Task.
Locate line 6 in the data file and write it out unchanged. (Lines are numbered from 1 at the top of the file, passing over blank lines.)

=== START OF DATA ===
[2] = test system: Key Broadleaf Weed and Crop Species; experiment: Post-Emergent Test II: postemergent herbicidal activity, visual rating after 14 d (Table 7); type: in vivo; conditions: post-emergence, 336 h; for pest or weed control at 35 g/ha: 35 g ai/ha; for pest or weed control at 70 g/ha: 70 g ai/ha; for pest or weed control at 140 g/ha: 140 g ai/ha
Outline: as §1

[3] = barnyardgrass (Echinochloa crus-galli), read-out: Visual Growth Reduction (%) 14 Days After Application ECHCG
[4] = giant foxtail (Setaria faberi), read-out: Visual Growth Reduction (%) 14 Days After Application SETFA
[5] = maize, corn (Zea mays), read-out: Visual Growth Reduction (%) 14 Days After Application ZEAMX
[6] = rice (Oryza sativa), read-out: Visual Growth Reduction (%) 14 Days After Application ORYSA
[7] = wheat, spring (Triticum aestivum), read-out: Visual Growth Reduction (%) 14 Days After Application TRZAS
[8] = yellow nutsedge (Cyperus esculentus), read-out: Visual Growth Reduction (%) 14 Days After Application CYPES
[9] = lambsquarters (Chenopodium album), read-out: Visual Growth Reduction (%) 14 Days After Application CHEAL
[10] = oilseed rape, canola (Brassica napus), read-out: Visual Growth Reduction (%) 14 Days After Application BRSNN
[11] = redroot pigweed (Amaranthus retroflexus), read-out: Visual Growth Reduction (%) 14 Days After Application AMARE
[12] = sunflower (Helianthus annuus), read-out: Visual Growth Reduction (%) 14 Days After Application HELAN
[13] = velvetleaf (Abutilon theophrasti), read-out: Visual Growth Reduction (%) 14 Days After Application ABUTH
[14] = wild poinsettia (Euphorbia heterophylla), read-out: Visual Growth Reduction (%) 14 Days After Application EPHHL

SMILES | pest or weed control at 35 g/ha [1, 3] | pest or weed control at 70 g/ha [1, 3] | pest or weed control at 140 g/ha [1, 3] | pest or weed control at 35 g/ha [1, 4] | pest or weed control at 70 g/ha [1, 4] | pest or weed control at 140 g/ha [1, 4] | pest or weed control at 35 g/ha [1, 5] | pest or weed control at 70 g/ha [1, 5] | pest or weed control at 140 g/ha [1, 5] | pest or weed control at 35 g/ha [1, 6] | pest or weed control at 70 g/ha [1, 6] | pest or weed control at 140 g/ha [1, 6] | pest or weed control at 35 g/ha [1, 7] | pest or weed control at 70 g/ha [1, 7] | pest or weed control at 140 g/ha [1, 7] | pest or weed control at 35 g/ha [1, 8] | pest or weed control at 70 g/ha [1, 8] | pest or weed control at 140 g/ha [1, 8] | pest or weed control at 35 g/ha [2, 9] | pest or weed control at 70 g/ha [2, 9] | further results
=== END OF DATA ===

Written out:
[6] = rice (Oryza sativa), read-out: Visual Growth Reduction (%) 14 Days After Application ORYSA